DENVER — Publix is slated to open its first location in Denver by early 2018. The popular grocery chain will be located in Cambridge Village, a development being built near the intersection of N.C. 73 and Pilot Knob Road.
Jay Priester, vice president of development and leasing for Cambridge Properties, said the development featuring the Florida-based grocery store has been in the works since 2008. However, the economic recession and local sewer issues slowed early progress, finally picking back up in 2014.
Priester said the location for Publix, as well as the entire three-phase project, is perfect because it’s one of the busiest intersections in the area. Denver as a whole, he said, is experiencing a lot of growth.
“We’ve been working with Publix on other locations, so we knew it was an underserved hole where they could serve,” Priester said. “It’s best fit for this market.”
Priester made special note of Trilogy, Denver’s newest 55 and older community. He said that Trilogy, combined with 22 other new subdivisions that are in the planning or development stages, makes Denver one of the fastest growing areas.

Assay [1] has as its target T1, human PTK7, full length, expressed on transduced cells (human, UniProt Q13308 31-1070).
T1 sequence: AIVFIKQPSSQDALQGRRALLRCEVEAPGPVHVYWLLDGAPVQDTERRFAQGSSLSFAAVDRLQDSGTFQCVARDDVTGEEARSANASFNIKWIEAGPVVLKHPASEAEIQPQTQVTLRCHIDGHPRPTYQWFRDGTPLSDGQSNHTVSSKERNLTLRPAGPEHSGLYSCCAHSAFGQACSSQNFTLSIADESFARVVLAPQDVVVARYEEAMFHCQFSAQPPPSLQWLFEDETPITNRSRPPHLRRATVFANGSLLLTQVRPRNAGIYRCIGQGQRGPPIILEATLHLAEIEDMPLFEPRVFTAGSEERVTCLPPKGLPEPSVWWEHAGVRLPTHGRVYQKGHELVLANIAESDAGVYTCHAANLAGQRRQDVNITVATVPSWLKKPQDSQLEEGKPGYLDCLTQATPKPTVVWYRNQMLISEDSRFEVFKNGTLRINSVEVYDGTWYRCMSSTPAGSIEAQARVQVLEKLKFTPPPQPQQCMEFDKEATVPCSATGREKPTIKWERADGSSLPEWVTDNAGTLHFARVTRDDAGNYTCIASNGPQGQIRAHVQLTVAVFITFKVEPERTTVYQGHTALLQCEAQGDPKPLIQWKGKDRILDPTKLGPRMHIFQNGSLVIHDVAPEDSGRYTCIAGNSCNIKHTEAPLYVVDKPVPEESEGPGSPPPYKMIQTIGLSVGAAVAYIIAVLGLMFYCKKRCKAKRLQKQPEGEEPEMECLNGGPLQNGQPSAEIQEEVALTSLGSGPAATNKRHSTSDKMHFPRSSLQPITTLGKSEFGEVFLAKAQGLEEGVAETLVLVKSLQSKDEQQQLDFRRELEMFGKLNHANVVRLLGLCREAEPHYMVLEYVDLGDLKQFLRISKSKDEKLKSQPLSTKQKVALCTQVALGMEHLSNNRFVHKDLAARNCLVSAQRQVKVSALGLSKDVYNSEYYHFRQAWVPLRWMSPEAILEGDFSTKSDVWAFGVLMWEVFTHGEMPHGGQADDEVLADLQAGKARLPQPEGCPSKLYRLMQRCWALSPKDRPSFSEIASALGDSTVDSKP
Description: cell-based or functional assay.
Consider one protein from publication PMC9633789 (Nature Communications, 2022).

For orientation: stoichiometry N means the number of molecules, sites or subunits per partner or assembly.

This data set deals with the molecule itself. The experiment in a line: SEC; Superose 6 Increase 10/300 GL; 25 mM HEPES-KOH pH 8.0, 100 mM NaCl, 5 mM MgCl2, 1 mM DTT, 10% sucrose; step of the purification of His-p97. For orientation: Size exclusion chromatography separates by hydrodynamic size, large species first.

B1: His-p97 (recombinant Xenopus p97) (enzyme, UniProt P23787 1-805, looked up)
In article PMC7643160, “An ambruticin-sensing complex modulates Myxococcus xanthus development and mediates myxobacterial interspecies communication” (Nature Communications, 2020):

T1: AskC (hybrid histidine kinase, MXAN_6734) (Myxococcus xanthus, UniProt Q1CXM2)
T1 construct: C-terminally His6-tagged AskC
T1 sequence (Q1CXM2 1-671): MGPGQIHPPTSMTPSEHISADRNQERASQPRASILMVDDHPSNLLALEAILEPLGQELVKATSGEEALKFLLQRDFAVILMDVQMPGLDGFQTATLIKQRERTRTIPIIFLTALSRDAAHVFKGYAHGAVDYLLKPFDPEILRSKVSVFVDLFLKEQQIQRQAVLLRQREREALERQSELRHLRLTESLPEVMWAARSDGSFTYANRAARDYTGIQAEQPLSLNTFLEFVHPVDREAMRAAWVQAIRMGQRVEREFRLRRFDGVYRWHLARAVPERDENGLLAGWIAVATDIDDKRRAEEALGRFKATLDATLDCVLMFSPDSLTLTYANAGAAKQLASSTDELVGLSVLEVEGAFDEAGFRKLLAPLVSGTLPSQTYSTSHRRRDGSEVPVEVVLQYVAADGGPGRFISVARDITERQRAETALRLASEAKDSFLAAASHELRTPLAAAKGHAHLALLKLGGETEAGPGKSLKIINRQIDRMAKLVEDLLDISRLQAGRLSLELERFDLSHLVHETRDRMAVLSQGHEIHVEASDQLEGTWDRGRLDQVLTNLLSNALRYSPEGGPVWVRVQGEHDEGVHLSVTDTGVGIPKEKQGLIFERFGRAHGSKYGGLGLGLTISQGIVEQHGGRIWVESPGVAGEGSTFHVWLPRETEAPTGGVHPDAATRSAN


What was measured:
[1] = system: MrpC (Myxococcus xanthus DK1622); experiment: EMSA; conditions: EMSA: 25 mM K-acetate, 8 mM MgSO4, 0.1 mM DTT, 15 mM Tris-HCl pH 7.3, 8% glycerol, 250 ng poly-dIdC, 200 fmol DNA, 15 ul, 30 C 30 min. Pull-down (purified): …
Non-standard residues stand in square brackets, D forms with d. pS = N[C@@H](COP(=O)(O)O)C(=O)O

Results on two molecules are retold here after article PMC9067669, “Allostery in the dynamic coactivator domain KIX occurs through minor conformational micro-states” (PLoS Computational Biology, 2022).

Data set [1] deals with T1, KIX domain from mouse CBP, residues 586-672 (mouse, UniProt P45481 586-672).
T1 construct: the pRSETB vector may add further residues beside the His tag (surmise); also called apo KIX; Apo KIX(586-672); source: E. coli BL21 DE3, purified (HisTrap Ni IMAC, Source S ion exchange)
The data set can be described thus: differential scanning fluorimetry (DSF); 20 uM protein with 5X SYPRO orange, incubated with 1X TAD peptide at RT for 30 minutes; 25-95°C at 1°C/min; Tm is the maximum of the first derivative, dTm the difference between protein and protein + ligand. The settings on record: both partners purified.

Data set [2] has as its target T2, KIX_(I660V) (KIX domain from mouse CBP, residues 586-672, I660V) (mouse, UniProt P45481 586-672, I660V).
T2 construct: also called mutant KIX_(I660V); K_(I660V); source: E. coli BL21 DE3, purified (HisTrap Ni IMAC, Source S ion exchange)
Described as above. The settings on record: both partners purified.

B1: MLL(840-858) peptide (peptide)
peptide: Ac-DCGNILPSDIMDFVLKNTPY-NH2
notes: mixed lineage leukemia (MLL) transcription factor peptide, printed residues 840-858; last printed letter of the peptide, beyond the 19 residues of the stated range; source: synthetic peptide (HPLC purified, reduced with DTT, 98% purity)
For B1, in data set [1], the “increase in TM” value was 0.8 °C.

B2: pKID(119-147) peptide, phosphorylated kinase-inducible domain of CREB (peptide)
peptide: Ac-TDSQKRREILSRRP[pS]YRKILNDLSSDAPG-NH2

“Overall, the property is 30 acres and we’re developing the first 16 now,” Priester said.
The other acreage will be used to build a professional park, which will be Phase Two, and Phase Three will consist of 240 apartment homes, said Priester.
So far, phase one includes Publix, Crafty Burg’r n' Tap, UPS and a nail salon — only five retail spaces remain.
“In terms of chains, the community has expressed a huge interest in local and farm-to-table restaurants, “ Priester said.
One of the largest changes in the area will lie just outside of Cambridge Village. Priester said that the developers are putting in a new road and traffic signal on N.C. 16, which will connect N.C. 16 to Pilot Knob Road.
“We were impressed from the start with the proposed layout of Cambridge Village and with its potential for more to come,” Randy Hawkins, Lincoln County’s zoning administrator, said in an email.
“This development will create a new road grid with internal connections, connections to adjoining tracts of land and access to N.C. 16 Business, N.C. 73 and Pilot Knob Road. This will help to disperse traffic and aid future development in the area,” Hawkins said.
The process went smoothly, Priester said.
“A lot of times there can be contentious zonings, but this was not. I’ve probably gotten the most positive feedback from this community,” Priester said.
Priester said that the village is currently working to find smaller, quaint restaurants to fill the spaces in phase one and actively working on business park plans for Phase Two.
“We want to raise the bar for commercial architecture in East Lincoln,” Priester said.